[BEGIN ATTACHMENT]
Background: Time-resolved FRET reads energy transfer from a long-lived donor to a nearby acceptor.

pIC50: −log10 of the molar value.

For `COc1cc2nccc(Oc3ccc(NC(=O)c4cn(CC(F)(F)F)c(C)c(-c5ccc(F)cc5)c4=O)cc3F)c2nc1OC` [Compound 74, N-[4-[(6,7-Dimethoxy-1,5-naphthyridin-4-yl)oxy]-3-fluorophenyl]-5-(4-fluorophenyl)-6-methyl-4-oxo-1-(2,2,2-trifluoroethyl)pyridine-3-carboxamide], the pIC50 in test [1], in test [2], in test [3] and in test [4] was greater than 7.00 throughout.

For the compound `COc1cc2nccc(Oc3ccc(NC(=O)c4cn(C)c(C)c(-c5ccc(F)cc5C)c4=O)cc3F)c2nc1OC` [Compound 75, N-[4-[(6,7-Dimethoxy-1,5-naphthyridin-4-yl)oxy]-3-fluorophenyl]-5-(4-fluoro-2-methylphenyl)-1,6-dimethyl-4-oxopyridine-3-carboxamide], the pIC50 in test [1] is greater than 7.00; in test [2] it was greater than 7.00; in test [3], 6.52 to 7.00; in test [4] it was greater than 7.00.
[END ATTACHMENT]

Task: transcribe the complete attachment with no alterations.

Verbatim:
Background: Time-resolved FRET reads energy transfer from a long-lived donor to a nearby acceptor.

pIC50: −log10 of the molar value.

For `COc1cc2nccc(Oc3ccc(NC(=O)c4cn(CC(F)(F)F)c(C)c(-c5ccc(F)cc5)c4=O)cc3F)c2nc1OC` [Compound 74, N-[4-[(6,7-Dimethoxy-1,5-naphthyridin-4-yl)oxy]-3-fluorophenyl]-5-(4-fluorophenyl)-6-methyl-4-oxo-1-(2,2,2-trifluoroethyl)pyridine-3-carboxamide], the pIC50 in test [1], in test [2], in test [3] and in test [4] was greater than 7.00 throughout.

For the compound `COc1cc2nccc(Oc3ccc(NC(=O)c4cn(C)c(C)c(-c5ccc(F)cc5C)c4=O)cc3F)c2nc1OC` [Compound 75, N-[4-[(6,7-Dimethoxy-1,5-naphthyridin-4-yl)oxy]-3-fluorophenyl]-5-(4-fluoro-2-methylphenyl)-1,6-dimethyl-4-oxopyridine-3-carboxamide], the pIC50 in test [1] is greater than 7.00; in test [2] it was greater than 7.00; in test [3], 6.52 to 7.00; in test [4] it was greater than 7.00.